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The Carletonian

The Carletonian

The Carletonian

Weird puffballs and you

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Even those among us who are decidedly indoor enthusiasts would be hard pressed not to have noticed the large volume of leaves on the ground at this time of year. Next time you find yourself kicking around in a pile of these leaves, you ought to stoop over and see if you can pick out a handful of oak leaves.

They are lobed, symmetrical, and you may find some pebble-sized, furry growths on some of them. What you have found are likely oak galls; they are formed by a parasitic wasp which has had an exceptionally good year.

Before you throw down your handful of leaves screaming in fear, you should know that humans have nothing to fear from these little wasps. In fact, the oak trees themselves have little to worry about.

Although the gall may interrupt some photosynthesis, and they are perhaps mildly unsightly, these leafy galls won’t greatly affect the health of the tree.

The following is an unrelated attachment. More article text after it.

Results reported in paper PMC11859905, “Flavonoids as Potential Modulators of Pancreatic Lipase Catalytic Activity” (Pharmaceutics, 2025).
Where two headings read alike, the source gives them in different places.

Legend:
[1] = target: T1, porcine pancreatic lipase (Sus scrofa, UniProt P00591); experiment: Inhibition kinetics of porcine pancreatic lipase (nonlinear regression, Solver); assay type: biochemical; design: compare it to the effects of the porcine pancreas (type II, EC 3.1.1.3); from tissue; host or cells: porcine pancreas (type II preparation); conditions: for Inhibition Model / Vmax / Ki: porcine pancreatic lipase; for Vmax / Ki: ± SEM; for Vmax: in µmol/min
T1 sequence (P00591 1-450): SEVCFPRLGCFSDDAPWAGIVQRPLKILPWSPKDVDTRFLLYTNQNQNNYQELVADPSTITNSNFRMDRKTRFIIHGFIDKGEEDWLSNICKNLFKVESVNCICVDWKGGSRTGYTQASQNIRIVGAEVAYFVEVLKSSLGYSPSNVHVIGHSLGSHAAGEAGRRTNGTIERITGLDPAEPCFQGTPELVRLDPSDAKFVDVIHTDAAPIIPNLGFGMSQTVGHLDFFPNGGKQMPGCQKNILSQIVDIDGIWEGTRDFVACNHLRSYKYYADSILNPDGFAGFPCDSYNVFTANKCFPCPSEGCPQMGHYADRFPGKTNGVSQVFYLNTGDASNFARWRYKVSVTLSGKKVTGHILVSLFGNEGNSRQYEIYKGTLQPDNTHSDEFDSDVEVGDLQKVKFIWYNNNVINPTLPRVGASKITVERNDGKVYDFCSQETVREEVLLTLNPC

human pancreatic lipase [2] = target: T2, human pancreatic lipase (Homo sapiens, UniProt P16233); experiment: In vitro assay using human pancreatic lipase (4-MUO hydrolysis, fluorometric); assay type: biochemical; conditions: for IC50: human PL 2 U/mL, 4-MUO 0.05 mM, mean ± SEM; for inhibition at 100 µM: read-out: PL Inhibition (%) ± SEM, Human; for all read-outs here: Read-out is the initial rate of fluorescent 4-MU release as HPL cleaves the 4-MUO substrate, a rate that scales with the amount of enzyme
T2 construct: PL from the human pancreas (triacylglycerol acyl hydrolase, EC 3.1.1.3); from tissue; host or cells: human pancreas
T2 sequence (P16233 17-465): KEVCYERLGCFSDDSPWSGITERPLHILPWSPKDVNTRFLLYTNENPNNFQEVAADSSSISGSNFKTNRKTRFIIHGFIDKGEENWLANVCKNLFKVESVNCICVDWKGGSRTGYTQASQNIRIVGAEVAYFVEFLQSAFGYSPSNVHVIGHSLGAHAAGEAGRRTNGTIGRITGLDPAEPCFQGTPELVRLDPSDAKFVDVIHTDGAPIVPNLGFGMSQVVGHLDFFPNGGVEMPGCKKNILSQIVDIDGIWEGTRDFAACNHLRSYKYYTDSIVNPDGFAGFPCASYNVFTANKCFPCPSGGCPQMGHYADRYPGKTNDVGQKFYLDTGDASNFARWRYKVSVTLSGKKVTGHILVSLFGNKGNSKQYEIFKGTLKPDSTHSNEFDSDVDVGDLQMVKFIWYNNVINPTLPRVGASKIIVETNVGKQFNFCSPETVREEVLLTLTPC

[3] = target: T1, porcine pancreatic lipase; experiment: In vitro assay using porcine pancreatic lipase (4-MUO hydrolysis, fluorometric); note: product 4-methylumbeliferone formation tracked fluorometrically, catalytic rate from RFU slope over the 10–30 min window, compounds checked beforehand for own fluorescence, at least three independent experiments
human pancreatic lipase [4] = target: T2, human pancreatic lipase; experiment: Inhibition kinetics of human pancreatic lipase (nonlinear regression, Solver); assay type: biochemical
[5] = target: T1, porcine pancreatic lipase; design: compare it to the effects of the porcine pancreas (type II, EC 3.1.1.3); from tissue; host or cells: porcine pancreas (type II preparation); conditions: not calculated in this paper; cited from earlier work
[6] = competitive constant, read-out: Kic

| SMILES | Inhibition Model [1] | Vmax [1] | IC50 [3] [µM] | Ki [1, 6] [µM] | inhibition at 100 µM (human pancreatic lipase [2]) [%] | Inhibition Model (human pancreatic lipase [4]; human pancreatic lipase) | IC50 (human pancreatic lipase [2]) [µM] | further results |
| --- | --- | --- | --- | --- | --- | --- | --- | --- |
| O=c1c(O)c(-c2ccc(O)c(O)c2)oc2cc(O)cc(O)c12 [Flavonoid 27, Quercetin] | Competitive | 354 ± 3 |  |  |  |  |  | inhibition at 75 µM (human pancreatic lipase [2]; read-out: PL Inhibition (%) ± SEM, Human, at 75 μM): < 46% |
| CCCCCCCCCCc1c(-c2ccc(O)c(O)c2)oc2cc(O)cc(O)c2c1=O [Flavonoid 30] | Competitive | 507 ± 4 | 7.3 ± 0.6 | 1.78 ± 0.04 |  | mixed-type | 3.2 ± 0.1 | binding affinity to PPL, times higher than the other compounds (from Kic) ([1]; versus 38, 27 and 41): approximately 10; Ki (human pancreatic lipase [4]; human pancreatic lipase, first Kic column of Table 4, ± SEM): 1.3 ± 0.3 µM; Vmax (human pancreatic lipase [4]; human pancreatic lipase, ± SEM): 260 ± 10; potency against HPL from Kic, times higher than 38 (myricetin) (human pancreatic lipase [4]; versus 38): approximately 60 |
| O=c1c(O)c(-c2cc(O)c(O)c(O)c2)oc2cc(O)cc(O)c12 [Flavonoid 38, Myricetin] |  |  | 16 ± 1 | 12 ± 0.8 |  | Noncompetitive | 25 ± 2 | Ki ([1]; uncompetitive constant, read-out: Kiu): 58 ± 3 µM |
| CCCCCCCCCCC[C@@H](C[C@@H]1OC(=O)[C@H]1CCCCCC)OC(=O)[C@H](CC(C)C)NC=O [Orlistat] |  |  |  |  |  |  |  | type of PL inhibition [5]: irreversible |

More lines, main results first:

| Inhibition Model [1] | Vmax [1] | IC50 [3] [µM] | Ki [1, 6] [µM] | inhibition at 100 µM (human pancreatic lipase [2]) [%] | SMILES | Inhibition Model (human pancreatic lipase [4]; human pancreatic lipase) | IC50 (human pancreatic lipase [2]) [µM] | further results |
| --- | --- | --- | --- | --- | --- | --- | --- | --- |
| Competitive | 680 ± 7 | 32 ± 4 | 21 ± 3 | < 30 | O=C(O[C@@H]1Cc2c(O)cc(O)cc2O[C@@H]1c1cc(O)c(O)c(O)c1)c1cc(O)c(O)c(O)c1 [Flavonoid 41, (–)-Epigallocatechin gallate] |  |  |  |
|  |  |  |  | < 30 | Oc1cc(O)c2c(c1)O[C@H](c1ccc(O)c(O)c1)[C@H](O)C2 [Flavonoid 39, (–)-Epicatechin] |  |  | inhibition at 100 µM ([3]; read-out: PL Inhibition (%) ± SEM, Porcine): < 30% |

The most beautiful part of these furry oddities is the way in which they are formed. The parasitic wasps will burrow into the buds of the tree and secrete a chemical that signals to the surrounding cells to duplicate. The duplication of cells causes this abnormal growth where the wasps can lay their eggs to assist in their survival during the winter.

If you are interested in learning more about this process you can read about it in Ron Meader’s article for the MinnPost entitled “An investigation into those odd, fuzzy, puff balls… ”

It would definitely be logical to ask how these organisms evolved to secrete such chemicals, or why there are so many galls this year. The truth is that we know very little about these organisms and how they came to be.

We can speculate that the weather was favorable this year, but no one knows the truth. Perhaps someday you will give us the story of how these furry little oddities came to be.

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